British Columbia

If the baby can't sleep, no one sleeps

Trish Gipson noticed her memory was being affected by her sleepless tots. As part of the Wired and Tired radio series, two sleep expert shares what options exist for sleepless babes and their tired parents.

Sleep experts share what options exist for sleepless babes and their tired parents

Sleep expert Dana Obleman says it's never too early to teach a child good sleeping skills. (iStock)

Some new parents are so sleep deprived that they can no longer remember basic facts.

It happened to Trish Gipson, who lives in Vancouver with her two young children.

"I was reading an article about American politics, and it kept referring to president Obama and I was sitting there going, 'I can't for the life of me remember his first name!'"

Gipson had been sleeping poorly for 14 months, waking up in the middle of the night to care for her younger son.

"I was waking up two, three, or four more times a night to nurse him ... I didn't get the luxurious eight hours sleep that I used to get."

Trish Gipson — pictured here with her sons Aaron and Isaac — noticed her memory fading after 14 months of interrupted sleep caring for her younger son. (Trish Gipson)

Dana Obleman, who works as a sleep consultant for new parents, says it's a common problem. She says many babies don't sleep well — and their parents suffer.

"If a baby is not sleeping well, this is a family problem," she said.

Training baby to sleep

Obleman is an advocate of a controversial practice known as "sleep training", where babies cry themselves to sleep.

"There's no biological reason why they can't be sleeping a more consolidated night," she said.

"It just requires some planning and effort and strategy to change bad habits and create new ones."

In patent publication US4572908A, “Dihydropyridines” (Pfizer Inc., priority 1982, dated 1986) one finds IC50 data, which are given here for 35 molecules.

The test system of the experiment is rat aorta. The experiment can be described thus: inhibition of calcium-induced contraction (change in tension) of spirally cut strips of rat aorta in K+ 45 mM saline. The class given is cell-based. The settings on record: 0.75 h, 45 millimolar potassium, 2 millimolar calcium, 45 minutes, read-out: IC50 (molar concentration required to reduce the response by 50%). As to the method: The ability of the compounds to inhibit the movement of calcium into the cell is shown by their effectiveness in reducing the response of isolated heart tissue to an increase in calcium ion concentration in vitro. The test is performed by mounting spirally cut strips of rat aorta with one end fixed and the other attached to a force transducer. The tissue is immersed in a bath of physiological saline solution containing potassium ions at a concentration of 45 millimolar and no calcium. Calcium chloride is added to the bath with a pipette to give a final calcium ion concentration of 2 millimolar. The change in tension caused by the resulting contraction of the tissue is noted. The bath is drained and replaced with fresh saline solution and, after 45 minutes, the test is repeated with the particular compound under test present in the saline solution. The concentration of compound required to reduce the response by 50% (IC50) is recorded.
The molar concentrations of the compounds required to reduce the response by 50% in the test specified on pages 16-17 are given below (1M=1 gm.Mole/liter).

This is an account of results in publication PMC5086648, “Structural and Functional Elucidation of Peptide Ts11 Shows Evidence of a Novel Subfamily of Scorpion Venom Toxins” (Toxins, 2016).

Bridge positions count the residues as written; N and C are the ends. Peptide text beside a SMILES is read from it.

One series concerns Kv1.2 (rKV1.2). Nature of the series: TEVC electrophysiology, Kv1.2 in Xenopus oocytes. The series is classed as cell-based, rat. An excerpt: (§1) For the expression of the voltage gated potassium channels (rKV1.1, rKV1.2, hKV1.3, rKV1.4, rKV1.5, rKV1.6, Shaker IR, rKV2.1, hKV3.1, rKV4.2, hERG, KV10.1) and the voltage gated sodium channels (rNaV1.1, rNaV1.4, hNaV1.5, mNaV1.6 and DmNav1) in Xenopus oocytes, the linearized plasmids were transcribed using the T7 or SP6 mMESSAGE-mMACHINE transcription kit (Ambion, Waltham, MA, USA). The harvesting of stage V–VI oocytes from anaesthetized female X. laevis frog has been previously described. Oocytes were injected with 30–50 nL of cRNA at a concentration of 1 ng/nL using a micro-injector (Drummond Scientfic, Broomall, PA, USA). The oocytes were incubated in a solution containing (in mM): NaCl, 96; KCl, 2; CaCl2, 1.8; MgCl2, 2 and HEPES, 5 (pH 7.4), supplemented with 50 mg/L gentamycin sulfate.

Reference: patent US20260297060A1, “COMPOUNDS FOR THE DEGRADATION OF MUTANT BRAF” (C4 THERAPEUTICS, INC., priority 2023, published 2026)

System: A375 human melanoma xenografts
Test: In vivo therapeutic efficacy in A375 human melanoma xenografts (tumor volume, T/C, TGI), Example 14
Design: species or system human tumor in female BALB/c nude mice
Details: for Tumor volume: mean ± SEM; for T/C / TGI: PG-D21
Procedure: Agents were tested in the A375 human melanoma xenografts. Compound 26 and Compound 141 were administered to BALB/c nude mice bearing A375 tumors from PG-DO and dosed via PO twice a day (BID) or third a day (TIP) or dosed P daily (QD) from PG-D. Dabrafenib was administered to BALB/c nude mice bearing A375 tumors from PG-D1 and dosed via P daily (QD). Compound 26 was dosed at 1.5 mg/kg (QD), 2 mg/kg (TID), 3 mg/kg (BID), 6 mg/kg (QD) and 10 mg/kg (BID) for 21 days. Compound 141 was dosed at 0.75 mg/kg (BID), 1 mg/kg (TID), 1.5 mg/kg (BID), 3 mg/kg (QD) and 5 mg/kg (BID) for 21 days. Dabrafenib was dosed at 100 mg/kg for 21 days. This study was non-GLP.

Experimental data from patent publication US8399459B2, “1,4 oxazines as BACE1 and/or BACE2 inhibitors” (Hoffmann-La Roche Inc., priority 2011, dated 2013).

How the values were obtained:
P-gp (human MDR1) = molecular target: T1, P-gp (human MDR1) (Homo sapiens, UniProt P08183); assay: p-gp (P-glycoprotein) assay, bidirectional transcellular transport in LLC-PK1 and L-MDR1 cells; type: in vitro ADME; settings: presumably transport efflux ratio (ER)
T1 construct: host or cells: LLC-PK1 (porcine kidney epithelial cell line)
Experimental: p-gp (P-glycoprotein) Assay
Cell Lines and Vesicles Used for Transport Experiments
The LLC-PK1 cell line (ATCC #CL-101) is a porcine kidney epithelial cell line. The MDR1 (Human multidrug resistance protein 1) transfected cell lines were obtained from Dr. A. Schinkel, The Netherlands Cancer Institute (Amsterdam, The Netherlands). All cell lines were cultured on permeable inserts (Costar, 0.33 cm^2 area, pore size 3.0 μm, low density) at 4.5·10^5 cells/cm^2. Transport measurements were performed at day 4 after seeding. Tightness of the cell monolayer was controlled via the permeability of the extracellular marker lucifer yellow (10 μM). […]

For a start Obleman says parents should stop doing extra things to help their baby sleep and responding to every single crying spell.

Eventually, she says, babies will learn how to go to sleep on their own.

"If somebody is always going to help you and get you to sleep with a bunch of extra help, then that [becomes] your habit. And you know, we don't like to give up habits very easily."

Controversial practice

Tracy Cassels, a parenting consultant who recently completed her PhD at UBC in developmental psychology, disputes the sleep training method.

"The child wants to sleep — it's not like it's out there to get you, plotting and planning."

Crying is the key way babies communicate, Cassels said.

By not responding  parents risk missing important cues from their baby, she said.

"When we treat sleep as an issue ... a pathological problem ... we're ignoring that [poor] sleep is often a symptom of a problem."

For example, Cassels said, there could be a feeding problem.

Babies might be getting up frequently because they are hungry.

Desperate measures

While Cassels is firmly against the sleep training method and never uses it with her clients, she sympathizes with new parents.

"It's really hard ... they're utterly desperate, and most people don't have a lot of experience with children anymore. It used to be at age six, you'd have seen everything ... and you'd have a sense of confidence that most parents don't have today."

Gipson — who decided to sleep train her son — said it was desperation that finally forced her to let her son cry to sleep.

"I almost needed that desperation, because there's a lot of stuff written about sleep training — you're a bad mom if you do it and you're a bad mom if you don't do it."

For her, it was worth it as her son began to sleep longer stretches.

"I don't think I would have done it differently."

But for many tired parents and their sleepless babies, the way to relief is fraught with controversy.

Part of the Wired and Tired radio series on The Early Edition from Sept. 19 - 23, 2016

To hear the segment, click on the link If the baby can't sleep, no one sleeps